A prisoner on remand was found dead in his cell at HMP Belmarsh. Liridon Saliuka, 29, was the third prisoner to have died at the high-security prison within the past year. The tragedy followed a dispute over whether he should have been classified as disabled.
Saliuka was found unresponsive in his cell in the early evening of January 2, 2020. The Prisons and Ombudsman is currently investigating the death with the authorities treating it as self-inflicted. His family disagree with this assessment and are calling for a thorough investigation whilst also condemning the delays to Saliuka’s postmortem.
The 29-year-old, from Harrow in North-West London, was arrested last summer in connection with a fatal shooting at a club in east London. He was charged with murder and placed in custody at HMP Belmarsh awaiting trial. Saliuka always denied any involvement. His sister, Dita Saliuka, told the Guardian that her brother was determined to prove his innocence. She said: ‘He was on remand. Now my brother will never be able to clear his name in court.’
Jan Cunliffe from the joint enterprise campaign group Joint Enterprise Not Guilty by Association (JENGbA) told the Justice Gap: ‘Liridon was on remand for a joint enterprise murder he was pleading not guilty to. His family contacted JENGbA in the hopes we could support him and them during his trial. Everyone concerned felt he had a very good case and would be acquitted.’
‘It is with great sadness to hear of his death. To lose a loved one in prison is the greatest fear for all the JENGbA families. The torment that this family are now going through is overwhelming. Not only do they not know the circumstances of Liridon’s death, they feel he should never been in Belmarsh in the first place. They feel, and we agree, that if a law like joint Enterprise was not used as a dragnet to punish the innocent he would still be alive today.’
Jan Cunliffe, JENGbA
Two years ago, Saliuka was in a car crash which resulted in him undergoing extensive reconstructive surgery. This involved being given metal plates which made it difficult to walk or stand for long periods of time. According to a surgeon’s report, commissioned by his defence lawyer, he should have been considered as ‘permanently disabled’. On arrival at HMP Belmarsh, Saliuka was given a special cell with an orthopaedic mattress. More recently, and without explanation, he had been transferred to a standard cell.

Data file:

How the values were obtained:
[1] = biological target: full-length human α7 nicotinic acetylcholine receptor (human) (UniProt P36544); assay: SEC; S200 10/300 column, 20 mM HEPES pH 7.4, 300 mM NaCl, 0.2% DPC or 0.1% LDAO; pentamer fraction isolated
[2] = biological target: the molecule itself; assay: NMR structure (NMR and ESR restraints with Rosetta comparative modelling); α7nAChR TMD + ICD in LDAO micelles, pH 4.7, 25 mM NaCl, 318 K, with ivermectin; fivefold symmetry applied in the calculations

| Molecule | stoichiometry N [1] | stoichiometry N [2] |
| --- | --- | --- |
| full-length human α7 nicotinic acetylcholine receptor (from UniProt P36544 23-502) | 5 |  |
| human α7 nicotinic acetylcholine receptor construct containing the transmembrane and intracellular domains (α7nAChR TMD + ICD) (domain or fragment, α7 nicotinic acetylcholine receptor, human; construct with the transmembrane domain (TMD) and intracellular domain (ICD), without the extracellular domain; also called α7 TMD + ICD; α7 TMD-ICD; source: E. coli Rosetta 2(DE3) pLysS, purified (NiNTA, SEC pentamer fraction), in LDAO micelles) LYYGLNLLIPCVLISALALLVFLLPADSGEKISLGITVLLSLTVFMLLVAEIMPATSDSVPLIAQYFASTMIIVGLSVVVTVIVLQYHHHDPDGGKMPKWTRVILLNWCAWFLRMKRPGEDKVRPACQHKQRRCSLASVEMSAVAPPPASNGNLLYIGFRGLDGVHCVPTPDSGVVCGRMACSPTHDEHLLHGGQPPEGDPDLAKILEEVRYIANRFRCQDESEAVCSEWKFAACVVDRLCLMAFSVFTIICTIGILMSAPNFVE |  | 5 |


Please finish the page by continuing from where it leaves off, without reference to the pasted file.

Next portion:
His sister, Dita, said: ‘They didn’t let him make a phone call from Boxing Day until New Year’s Day when I saw him…My brother said people who committed suicide were weak and selfish. I heard from others there had been an altercation that day. He was being bullied.
I called the prison repeatedly to [to raise concerns about his disability] but no one came back to me. He was moved on New Year’s Eve, and he said he had been sleeping on the floor because the mattress was so uncomfortable.’
In a tweet, Dita also said that everyone at Belmarsh “is talking about my brother’s death due to an altercation with prison guards in his cell”.
Selen Cavcav, senior caseworker at the charity Inquest, an organisation that supports bereaved families at the coroner’s courts, said the prisoner’s death was of ‘significant concern’. ‘It is vital that it receives the upmost scrutiny. His family must be allowed to meaningfully participate in the investigation processes and establish the truth about the circumstances of his death.’
A Prison Service spokesman said: ‘HMP Belmarsh prisoner Liridon Saliuka died in custody on 2 January and our thoughts remain with his friends and family. As with all deaths in custody, there will be an independent investigation by the Prisons and Probation Ombudsman.’
In a recent tweet Dita Saliuka said that an autopsy was finally confirmed for Monday with a forensic pathologist. The family were finally allowed access to the body.